Good in a Crisis

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Original painting by Carol Mazurek

Something I call panic occurs every time I see a spider, a bug gets on me, something terrifying awakes me from a dream.  When I am overcome, because I can’t see around me, I feel enclosed with no immediately visible way of escape, trapped, claustrophobia, an irrational fear that surfaces no matter what I tell myself.  Panic!

Walking along a moonlit street with branches swaying in the wind, I jump at every imagined sound.  I look for pursuers, hurry my steps, arm myself with the keys in my fist.  My heart pounds.  Panic!  I rush to my door, turn on the light, and only then do I feel safe.

I can approach a stage for a few words to an audience and become silenced  with panic, forgetting every word I had practiced.  Thank goodness the nightmares of having no notes and being naked has never, once happened.

But what about when something really serious happens?

My daughter broke her arm, her wrist at an unnatural angle, a bone sticking through the skin.  Did I run around screaming, distraught, out of control, in panic?  No.  I made sure to avert my daughters eyes, tossed a clean towel over the entire mess, called for ice, and headed for the hospital.  Calm.  Cucumber cool.

When a brake line came loose and my brakes went out, while going down hill, did I panic?  No.  I identified a way to slow the car.  I down shifted, braking with the engine.  The roads were paved concrete, but I turned to go up a hill.  I needed a place to coast to a stop and found an empty parking lot.  It was only when the car was stopped, and I was safe that I started shaking.  I had been on my way to an assignment, and called my editor saying I couldn’t attend the meeting.  I called my husband (pre-cell phone days) from a pay phone, and he came to pick me up and sent a truck to get the car.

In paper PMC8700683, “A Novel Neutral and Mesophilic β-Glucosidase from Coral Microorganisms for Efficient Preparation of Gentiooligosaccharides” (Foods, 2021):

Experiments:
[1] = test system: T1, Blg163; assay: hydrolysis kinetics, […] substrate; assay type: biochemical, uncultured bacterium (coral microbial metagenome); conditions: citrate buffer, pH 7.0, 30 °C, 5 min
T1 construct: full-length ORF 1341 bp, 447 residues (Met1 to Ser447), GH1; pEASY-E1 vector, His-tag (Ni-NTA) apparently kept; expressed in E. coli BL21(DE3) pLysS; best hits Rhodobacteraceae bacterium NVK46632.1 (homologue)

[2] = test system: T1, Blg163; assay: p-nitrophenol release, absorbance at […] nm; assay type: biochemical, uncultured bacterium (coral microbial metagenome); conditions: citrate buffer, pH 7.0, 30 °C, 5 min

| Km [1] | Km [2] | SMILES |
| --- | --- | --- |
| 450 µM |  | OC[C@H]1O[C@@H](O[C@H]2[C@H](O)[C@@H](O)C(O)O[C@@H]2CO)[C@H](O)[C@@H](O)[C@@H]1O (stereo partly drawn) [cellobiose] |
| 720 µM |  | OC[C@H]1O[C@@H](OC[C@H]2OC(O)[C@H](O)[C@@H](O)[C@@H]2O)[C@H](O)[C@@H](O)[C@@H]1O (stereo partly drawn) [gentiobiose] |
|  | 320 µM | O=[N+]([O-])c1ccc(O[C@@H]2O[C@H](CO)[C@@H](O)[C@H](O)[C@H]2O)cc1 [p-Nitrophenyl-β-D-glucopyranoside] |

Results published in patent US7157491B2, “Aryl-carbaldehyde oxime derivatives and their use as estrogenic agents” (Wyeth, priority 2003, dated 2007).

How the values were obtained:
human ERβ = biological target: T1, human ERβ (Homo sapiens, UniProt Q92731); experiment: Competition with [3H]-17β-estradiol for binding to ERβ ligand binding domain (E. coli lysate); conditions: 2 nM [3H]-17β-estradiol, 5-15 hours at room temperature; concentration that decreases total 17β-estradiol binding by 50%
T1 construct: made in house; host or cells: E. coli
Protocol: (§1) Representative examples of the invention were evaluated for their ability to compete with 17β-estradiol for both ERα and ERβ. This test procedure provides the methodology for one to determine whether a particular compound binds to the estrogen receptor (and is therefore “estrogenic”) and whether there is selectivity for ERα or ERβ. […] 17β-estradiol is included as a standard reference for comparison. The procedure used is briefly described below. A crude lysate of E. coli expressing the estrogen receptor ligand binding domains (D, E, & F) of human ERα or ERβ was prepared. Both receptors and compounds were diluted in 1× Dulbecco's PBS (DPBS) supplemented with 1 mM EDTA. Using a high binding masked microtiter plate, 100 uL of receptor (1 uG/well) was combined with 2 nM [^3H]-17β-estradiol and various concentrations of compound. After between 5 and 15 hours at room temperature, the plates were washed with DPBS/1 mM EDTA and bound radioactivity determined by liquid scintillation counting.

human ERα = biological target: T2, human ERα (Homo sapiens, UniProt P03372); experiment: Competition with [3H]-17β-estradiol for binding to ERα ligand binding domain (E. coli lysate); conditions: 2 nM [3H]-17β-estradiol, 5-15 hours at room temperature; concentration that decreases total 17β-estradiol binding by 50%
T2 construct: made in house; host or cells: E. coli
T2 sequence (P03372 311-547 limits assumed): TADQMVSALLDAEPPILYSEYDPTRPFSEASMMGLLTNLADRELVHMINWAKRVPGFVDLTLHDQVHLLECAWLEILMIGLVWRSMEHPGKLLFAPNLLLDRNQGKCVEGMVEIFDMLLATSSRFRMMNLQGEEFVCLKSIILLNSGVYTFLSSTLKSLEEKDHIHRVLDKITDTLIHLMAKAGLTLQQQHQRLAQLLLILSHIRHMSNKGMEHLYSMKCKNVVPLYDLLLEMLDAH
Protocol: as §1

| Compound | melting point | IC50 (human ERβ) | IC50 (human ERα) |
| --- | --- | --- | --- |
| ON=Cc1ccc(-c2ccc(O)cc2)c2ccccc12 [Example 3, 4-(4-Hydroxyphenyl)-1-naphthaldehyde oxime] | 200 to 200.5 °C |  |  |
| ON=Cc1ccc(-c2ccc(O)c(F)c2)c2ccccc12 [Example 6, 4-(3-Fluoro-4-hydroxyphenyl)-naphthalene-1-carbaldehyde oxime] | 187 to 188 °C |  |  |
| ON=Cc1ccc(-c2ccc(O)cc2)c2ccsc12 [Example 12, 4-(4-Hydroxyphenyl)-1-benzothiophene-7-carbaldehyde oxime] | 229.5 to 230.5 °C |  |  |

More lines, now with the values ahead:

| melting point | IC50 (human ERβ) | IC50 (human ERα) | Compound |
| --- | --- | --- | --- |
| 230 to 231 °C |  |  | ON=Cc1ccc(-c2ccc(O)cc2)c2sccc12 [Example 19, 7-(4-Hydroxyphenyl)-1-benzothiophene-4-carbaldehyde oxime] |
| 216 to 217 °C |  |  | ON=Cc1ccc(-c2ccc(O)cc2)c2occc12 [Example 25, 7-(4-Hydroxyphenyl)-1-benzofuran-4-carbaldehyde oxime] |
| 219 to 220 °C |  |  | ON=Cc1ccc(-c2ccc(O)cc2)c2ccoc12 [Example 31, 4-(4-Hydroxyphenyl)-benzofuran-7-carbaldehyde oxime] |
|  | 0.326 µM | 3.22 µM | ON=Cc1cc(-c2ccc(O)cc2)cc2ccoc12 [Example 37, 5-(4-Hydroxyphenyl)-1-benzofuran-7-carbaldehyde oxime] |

The feeling of panic doesn’t seem to depend upon the degree of actual danger.  No, it isn’t actual danger that causes the feeling of panic.  Taking action when faced with a true crisis, is called being good in a crisis.  Some people lose their heads in a crisis.

So why do I think I am good in a crisis?   I imagine horrible things that could happen in advance, and think of solutions.  Even if a current crisis doesn’t match something I’ve thought of, I have at least had practice finding solutions.

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8 thoughts on “Good in a Crisis

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  1. I can relate to not panicking when in the car. The times when I’ve been in situations like that I’ve never panicked, but mostly because I was too busy waking up when those sort of things went wrong :),

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